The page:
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«INTERNATIONAL CONFERENCE ON SOCIAL SCIENCES SRI LANKA – 2013 (ICSS) “Culture, Globalization and the Developing World” 22nd – 23rd November ...»

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The discipline of economics on the other hand focuses entirely on the „economic‟ or to be more precise a construct of assumed economic principles. These principles of course are deemed to be operative in a culturally sanitized notion of the economy. Social anthropological studies of „simple‟ societies have always had a holistic understanding of economy and culture. The linkages between the economy and culture were perhaps so obvious in such societies, that it was empirically impossible to ignore it. Modern industrial societies on the other hand are differently constituted. The economy indeed appears as an entity, which is separate and distinct from other aspects of society. Even though it is influential in terms of its impact on people‟s everyday lives, the complex set of principles by which it functions is seen as accessible and comprehensible to a domain of only highly qualified trained economists. It is in that sense opaque to the ordinary person even though it impacts his or her life deeply. It indeed appears to have a life distinctively its own. It is built upon a whole set of theoretical assumptions from which returning to the empirical domain is always not so simple. Not surprisingly while everyone would have an opinion on „culture‟, there would be a willingness to suspend one‟s judgment on economic matters, seen as the legitimate domain of experts. A few more words on the specific nature of the economy in capitalism are required to fully appreciate its specificity.

The specificity of industrial capitalism within which you and I live has been incisively described by Karl Polyani who states that “… the development of nineteenthcentury industrial capitalism “was exceptional in that “the relationship between the xxxvi economic system and social relations assumes a different form to that which historical and anthropological research has shown to exist in all other societies”. He emphasizes

the point that:

Whereas in other types of society „economy, as a rule, is submerged in … social relationships‟ (Polyani 1968: 46), in the case of industrial capitalist market economy „[i]nstead of economy being embedded in social relations, social relations are embedded in the economic system‟ (cited in Smart: 28) In such an economy we cannot easily make sense of the manner that every small detail of our lives, our ways, behaviours, sensibilities, subjectivities, ideas about selfhoods and culture are shaped by the economy…the point that Polyani makes about „social relations‟ as „embedded in the economic system‟.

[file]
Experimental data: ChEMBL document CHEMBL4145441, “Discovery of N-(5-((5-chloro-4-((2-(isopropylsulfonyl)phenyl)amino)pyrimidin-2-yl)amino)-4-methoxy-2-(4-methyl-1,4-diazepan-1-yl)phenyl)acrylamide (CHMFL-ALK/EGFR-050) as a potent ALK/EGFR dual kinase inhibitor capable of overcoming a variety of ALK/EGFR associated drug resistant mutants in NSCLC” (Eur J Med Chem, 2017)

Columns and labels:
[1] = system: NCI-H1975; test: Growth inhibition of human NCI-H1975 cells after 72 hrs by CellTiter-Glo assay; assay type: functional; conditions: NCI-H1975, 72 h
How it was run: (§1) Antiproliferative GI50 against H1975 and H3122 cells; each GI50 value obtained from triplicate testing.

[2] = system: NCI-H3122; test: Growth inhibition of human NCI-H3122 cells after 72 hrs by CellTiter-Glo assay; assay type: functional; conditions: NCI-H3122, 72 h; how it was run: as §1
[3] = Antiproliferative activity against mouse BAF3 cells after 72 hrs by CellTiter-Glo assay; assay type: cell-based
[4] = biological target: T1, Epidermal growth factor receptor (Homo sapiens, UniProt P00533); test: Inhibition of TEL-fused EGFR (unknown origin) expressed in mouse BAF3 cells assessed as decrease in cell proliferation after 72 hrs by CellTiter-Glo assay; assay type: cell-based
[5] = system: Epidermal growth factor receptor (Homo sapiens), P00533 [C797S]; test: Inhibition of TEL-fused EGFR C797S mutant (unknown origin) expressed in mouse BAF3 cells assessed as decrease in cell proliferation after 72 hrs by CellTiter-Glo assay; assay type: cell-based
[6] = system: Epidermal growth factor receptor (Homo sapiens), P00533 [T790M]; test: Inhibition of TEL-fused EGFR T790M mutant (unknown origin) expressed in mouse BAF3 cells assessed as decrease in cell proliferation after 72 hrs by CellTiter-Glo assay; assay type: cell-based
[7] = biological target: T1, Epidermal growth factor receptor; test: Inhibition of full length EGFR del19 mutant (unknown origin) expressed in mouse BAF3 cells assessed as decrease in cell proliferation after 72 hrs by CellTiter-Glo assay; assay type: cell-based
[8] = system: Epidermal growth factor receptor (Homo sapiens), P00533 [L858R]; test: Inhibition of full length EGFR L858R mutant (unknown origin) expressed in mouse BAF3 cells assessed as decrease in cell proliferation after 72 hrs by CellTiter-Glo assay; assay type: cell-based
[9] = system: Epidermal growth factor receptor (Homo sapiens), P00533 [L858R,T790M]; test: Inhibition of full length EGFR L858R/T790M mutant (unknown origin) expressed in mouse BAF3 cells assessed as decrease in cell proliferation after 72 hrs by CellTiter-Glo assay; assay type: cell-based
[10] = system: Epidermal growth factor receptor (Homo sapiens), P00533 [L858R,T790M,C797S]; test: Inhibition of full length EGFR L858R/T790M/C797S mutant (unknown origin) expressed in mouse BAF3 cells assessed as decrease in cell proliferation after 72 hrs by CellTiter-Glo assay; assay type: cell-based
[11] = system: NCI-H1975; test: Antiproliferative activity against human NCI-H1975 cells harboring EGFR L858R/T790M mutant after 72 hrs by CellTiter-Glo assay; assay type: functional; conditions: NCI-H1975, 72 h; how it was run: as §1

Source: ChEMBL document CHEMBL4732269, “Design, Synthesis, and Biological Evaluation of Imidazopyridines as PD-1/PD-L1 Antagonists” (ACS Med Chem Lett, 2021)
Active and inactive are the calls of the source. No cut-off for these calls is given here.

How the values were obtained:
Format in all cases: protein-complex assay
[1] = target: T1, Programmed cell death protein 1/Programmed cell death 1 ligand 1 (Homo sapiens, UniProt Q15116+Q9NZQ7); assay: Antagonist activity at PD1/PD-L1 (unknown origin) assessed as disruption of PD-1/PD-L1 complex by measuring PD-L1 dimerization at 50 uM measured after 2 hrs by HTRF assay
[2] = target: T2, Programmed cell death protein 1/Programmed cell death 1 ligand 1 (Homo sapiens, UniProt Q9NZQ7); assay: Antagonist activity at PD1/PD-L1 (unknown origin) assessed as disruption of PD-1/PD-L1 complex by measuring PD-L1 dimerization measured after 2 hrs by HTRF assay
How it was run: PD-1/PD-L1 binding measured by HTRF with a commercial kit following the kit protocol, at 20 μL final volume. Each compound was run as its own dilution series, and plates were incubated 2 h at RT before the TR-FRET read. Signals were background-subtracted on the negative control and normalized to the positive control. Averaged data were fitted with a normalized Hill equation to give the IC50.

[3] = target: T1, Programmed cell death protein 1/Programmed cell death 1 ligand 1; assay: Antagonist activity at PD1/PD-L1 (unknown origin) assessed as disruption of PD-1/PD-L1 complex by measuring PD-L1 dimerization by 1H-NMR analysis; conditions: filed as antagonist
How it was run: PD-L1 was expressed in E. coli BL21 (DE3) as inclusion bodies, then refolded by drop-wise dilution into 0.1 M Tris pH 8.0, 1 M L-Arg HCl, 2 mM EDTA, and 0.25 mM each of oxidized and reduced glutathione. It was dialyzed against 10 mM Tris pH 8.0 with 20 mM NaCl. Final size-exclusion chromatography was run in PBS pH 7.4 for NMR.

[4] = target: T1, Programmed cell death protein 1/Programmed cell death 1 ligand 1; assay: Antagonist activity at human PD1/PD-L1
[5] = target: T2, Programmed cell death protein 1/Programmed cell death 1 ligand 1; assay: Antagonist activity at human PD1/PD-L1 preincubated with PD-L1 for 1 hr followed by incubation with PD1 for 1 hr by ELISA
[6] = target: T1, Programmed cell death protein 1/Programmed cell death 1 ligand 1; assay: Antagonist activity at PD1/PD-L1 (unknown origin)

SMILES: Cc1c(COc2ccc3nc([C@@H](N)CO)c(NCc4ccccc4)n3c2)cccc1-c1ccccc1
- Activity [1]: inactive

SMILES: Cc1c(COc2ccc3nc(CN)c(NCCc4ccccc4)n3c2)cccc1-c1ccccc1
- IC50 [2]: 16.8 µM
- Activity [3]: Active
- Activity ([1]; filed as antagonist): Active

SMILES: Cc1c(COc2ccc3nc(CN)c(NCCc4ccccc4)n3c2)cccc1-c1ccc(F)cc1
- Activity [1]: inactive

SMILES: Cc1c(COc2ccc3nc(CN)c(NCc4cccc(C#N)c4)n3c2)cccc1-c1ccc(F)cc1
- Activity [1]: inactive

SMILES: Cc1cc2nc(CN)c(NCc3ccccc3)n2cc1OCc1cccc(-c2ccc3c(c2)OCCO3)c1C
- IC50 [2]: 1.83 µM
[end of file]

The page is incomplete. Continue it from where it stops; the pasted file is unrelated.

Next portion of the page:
Outlining the distinctive features of modern industrial capitalism in the nineteenth century, Polyani observes that „gain‟ was elevated to a prominent position and, as a „justification of action and behaviour in everyday life‟ (1968: 30), provided a basis for the self-regulating market system. The idea that people act to safeguard their individual interest in respect of material goods and possessions is peculiar to a form of economic life controlled and regulated by markets. In such circumstances, where the economy is „directed by market prices‟ or subject to market control, there are overwhelming consequences for the whole organization of society (Smart 28-29 emphasis mine).

In other words what Polyani is saying is that certain features of modern industrial capitalism is projected as natural to people. It is „human nature‟ that people seek „gain‟ and „profit‟ and are always seeking to maximize their self -interest. This proposition needs further rethinking. In the colonial period, often societies such as ours were seen as strange with people disinclined to work for profit, or work for furthering investment to accrue more profit. The natives were seen as irrational, i.e. bereft of the dominant economic rationality. This is evidence of the weakness of the proposition that profit seeking, individual self-interest are driving motors of human nature and therefore of culture.

This as we all know is far from true. Otherwise there would have not been such a concerted effort to change both „human nature‟ and „culture‟ to promote work ethics and discipline to be productive. More recently in the context of globalization, we witness an effort to promote a culture of spending, and thereby be productive. There is another point that I would like to make here, which I shall return to a little later in my talk. I speak here from my location in India but I would contend that it would have resonance elsewhere too. This is particularly relevant for the changes that we have seen in contemporary societies of our region. This relate to the efforts made by a host of agencies, from advertising to managerial to public relations and communication to the old and new media that seek to create a new culture of conspicuous consumption from a culture of xxxvii frugality and austerity. Gandhi epitomized the latter as a virtue. Today they are seen as hazardous to the economy. This is a point I shall deal in greater detail when I discuss the contention that globalization has ushered in a capitalism that is about consumption, not production.